The Crown in Canada
- The Royal Cypher
- The Royal Crown
- The Queen's Personal Canadian Flag
- The Royal Union Flag
- The Crown in Canada
- The Sovereign Personifying the State
- The Queen and the Governor General
- The Governor General's Flag
- The Royal Anthem
- The Queen and the Lieutenant Governors
- The Flags of the Lieutenant Governors
Her Majesty Queen Elizabeth II
Queen of Canada
The Royal Cypher
(*Regina is latin for Queen)
The Royal Crown
Since that time, the use of the Royal Crown in any design must receive the personal permission of Her Majesty, by her express direction. Permission is sought through the Office of the Governor General. In addition, any organization that has been honoured with Royal Patronage or permission to use the word "Royal" as part of its name may receive appropriate insignia when petitioning the Canadian Heraldic Authority for a grant of armorial bearings ("Coat of Arms") or other emblem.
The Queen's Personal Canadian Flag
When The Queen is in Canada, this flag is flown, day and night, at any building in which she is in residence. Generally, the flag is also flown at the saluting base when she conducts troop inspections, and on all vehicles in which she travels.
The Royal Union Flag
Version used since 1801
The Royal Union Flag was affirmed as a Canadian symbol in 1904 and was the flag under which Canadian troops fought during the First World War. On December 18, 1964, Parliament approved the continued use of the Royal Union Flag as a symbol of Canada's membership in the Commonwealth of Nations and of her allegiance to the Crown.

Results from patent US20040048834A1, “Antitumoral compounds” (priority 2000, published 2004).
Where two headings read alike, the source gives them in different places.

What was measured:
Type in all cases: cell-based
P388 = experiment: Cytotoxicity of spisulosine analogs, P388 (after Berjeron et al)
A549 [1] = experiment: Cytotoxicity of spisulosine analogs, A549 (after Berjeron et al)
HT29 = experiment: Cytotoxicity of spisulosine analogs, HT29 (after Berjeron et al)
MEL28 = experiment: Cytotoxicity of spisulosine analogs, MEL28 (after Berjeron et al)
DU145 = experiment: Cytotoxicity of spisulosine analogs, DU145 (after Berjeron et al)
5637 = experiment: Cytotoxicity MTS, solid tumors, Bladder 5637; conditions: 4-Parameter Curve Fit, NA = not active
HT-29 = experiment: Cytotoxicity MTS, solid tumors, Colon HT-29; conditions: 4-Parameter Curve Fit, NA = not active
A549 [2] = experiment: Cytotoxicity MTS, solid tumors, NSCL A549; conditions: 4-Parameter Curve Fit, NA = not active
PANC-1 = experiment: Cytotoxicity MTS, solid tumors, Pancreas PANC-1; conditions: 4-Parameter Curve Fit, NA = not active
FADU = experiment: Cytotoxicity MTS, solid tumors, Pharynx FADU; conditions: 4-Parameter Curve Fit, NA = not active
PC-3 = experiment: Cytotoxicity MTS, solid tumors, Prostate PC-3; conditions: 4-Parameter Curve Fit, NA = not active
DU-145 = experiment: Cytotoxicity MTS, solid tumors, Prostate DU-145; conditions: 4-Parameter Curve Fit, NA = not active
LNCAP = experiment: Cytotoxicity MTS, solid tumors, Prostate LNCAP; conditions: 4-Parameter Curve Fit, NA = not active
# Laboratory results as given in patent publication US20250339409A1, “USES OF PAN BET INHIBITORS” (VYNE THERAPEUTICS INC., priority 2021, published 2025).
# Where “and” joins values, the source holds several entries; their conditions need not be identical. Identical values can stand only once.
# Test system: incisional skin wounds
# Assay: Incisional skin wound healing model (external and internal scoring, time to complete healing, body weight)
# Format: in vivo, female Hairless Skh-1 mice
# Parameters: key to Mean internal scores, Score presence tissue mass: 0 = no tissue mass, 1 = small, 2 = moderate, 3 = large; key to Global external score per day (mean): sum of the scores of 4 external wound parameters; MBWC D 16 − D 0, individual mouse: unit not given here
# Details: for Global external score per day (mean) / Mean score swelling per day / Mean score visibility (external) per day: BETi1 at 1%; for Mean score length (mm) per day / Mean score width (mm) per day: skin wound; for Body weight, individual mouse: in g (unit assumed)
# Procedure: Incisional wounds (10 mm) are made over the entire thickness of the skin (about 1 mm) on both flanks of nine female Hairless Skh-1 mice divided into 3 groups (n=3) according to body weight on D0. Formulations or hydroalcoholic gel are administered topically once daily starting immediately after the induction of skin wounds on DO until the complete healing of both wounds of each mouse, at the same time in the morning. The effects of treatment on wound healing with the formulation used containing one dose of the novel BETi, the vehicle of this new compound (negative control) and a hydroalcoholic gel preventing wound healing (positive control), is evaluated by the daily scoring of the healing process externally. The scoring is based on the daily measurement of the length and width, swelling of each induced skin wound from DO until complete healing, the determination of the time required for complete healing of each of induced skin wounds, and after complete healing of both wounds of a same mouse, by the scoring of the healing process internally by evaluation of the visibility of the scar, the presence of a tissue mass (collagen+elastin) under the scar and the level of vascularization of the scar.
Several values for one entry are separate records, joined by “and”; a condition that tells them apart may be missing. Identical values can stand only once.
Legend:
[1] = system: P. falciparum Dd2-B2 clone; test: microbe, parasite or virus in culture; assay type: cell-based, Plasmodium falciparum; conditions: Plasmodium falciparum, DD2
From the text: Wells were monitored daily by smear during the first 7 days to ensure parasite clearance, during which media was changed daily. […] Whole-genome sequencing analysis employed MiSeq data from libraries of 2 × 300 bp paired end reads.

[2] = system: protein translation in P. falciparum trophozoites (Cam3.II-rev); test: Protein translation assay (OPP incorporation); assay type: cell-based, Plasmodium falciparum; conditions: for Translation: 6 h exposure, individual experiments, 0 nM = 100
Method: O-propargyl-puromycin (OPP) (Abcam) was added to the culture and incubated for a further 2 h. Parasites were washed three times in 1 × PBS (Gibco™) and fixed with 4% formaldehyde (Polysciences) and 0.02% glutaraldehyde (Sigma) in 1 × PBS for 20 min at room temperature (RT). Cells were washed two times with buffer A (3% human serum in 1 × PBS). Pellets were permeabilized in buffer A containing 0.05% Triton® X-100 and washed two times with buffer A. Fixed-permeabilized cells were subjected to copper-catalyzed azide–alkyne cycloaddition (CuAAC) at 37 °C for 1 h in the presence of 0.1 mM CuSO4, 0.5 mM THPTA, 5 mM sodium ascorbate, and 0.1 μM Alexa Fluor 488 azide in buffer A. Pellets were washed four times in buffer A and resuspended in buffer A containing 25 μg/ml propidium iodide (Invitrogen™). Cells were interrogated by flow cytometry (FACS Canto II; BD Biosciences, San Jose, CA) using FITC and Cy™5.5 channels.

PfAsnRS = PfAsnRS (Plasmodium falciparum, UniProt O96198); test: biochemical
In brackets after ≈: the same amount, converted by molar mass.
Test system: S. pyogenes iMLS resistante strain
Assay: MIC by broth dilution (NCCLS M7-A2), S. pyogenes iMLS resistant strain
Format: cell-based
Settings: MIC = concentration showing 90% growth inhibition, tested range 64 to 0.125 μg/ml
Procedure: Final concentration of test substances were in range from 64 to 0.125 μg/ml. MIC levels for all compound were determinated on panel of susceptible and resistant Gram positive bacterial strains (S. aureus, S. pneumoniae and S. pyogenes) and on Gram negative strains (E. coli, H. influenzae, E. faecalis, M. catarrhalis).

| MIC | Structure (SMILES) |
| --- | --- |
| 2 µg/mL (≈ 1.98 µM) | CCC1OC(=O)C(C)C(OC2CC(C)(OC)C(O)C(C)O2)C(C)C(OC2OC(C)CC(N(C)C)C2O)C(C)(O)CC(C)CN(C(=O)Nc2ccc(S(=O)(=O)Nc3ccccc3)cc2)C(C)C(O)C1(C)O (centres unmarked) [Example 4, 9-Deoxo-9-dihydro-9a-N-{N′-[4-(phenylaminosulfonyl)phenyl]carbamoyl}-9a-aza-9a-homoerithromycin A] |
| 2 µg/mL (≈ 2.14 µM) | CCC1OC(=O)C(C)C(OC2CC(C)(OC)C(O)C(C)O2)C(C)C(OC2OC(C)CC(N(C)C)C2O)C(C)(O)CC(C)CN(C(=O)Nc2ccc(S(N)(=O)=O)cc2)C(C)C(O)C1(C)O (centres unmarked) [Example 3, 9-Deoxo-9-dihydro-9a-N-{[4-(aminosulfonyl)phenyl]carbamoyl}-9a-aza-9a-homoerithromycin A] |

Today, the Royal Union Flag is flown along with the Canadian flag at federal buildings, airports and military bases on special occasions, such as the Sovereign's birthday, the anniversary of the Statute of Westminster (December 11), and during Royal visits.
The Royal Union Flag is prominent in the arms of British Columbia and in the flags of Ontario, Manitoba and British Columbia.
The Crown in Canada
Canada has long been a monarchy -- under the kings of France in the 16th, 17th and 18th centuries, under the British Crown in the 18th and 19th centuries, and as a kingdom in her own right from Confederation onward.
Although Queen Elizabeth II is Queen of the United Kingdom, it is not on this basis that Canadians offer her allegiance. She is, quite separately, sovereign of Canada by deliberate choice of Canadians (Her Majesty is also Queen of Australia, Jamaica, New Zealand, and numerous other Commonwealth countries).
The most recent reaffirmation of the monarchy in Canada is found in the Constitution Act, 1982, which patriated our constitution from Britain. Any change to the position of The Queen or her representatives in Canada (the Governor General and the Lieutenant Governors) now requires the unanimous consent of the Senate, the House of Commons and the legislative assemblies of all the provinces.
The Sovereign Personifying the State
In our constitutional monarchy the Sovereign personifies the state and is the personal symbol of allegiance, unity and authority for all Canadians. Federal and provincial legislators, Cabinet ministers, public servants, military and police personnel all swear allegiance to The Queen (not to a flag or constitution), as do new citizens at Canadian citizenship ceremonies. Canada's Constitution vests the executive powers of Canada in The Queen (although her representatives act on the advice of ministers responsible to the House of Commons or the legislative assemblies of the provinces). This explains why elections are called and laws are promulgated in The Queen's name.